by UNDP Europe and Central Asia

                                  

What is STEM4ALL?

The STEM4ALL platform uses knowledge and advocacy to advance gender equality in the workplace in the men-dominated growth industry sectors of science, technology, engineering, and mathematics (STEM) across Europe and Central Asia. For economies to prosper, and for women to participate and benefit from them on an equal footing with men, new STEM pathways must be forged, from classroom to career. Businesses, governments, academia, and civil society organizations are encouraged to use this platform to learn and collaborate to design new solutions that dismantle gender-based barriers to STEM-related work.

 

Here you can learn about the key barriers to women’s entry and progression through STEM careers; see a snapshot of the status of women in STEM labor markets in each country of the region (where reliable data is available); and access some of the region’s best practices confronting and diminishing gender inequalities within the work environments of STEM-related businesses from a range of perspectives across Europe and Central Asia.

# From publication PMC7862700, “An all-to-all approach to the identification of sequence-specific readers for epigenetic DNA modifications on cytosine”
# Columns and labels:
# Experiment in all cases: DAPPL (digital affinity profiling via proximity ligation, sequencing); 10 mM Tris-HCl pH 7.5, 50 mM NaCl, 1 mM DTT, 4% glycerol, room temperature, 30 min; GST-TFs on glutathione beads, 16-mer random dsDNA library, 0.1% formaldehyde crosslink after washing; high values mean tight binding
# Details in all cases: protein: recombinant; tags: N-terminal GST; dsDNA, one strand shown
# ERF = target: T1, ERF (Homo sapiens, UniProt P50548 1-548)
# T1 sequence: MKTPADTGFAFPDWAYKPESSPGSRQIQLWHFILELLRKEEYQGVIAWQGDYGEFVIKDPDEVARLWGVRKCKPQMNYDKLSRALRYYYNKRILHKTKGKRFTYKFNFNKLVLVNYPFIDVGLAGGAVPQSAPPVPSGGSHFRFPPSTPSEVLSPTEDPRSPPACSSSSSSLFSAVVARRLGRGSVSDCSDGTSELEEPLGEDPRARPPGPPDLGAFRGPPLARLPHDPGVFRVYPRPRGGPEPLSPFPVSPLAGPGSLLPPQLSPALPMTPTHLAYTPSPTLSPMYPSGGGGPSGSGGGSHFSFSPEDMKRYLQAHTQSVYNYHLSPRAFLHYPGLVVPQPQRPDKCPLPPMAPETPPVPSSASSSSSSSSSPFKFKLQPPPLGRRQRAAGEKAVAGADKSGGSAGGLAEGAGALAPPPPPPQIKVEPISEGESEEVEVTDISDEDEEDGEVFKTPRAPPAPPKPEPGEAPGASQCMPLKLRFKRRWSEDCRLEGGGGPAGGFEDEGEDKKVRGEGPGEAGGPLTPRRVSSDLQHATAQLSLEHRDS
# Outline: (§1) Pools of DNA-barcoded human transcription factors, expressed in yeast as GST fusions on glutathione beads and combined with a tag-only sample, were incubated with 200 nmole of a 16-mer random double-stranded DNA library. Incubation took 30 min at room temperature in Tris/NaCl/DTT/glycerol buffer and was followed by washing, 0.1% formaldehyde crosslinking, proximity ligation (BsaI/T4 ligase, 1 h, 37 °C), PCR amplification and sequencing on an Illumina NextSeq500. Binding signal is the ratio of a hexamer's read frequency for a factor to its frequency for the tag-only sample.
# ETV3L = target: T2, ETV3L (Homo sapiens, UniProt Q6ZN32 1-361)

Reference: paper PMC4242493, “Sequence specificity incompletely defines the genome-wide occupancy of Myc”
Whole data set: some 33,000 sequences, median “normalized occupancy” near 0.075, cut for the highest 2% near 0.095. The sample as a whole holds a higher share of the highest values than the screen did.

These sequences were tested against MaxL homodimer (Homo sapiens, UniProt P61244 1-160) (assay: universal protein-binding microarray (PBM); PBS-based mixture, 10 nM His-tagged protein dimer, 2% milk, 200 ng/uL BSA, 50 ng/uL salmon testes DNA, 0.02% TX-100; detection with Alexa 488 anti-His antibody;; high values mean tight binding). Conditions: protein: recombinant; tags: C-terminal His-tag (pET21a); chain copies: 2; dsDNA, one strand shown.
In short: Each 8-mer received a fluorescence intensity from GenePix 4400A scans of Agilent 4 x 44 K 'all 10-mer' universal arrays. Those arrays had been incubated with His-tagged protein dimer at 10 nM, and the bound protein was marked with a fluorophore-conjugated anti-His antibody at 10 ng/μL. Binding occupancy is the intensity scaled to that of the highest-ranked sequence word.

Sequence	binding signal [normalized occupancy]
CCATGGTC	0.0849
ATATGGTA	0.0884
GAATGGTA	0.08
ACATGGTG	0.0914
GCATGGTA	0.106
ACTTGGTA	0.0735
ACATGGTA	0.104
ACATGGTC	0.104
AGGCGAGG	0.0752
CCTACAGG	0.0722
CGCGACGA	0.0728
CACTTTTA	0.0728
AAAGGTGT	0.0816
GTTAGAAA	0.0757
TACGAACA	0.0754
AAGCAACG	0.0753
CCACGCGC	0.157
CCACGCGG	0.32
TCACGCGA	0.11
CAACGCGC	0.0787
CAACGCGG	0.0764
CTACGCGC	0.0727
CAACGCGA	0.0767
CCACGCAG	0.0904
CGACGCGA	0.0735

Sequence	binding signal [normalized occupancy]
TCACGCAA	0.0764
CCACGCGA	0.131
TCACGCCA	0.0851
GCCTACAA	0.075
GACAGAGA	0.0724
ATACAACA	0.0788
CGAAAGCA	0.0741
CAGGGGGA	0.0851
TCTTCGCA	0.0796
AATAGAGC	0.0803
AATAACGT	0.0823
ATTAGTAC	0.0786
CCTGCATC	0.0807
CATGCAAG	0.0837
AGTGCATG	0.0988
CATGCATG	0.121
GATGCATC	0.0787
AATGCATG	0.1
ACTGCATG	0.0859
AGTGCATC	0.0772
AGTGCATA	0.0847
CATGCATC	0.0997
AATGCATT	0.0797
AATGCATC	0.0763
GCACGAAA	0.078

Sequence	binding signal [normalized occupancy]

About the platform

Source: Human Resources in R&D UIS Statistics.  Latest data available is no older than 2014; Data accessed on December 29, 2020.

The future of work

The future of work

The Covid-19 pandemic has shaken the world of work to its core, forcing people to adapt and persevere in unprecedented ways. Prior to the pandemic, technology and globalization were already changing the nature of work, from creating jobs that require STEM skills to making current jobs obsolete. As women workers are employed predominantly in jobs requiring low STEM skills, they are 1.2 times more likely to be employed in an occupation at high risk of automation across all industries.


The pandemic is only accelerating the urgency to reskill and upskill the labour force as businesses pivot to survive and remain competitive. For economies to prosper, and for women to participate and benefit from them on an equal footing with men, new STEM pathways must be forged, from classroom to career.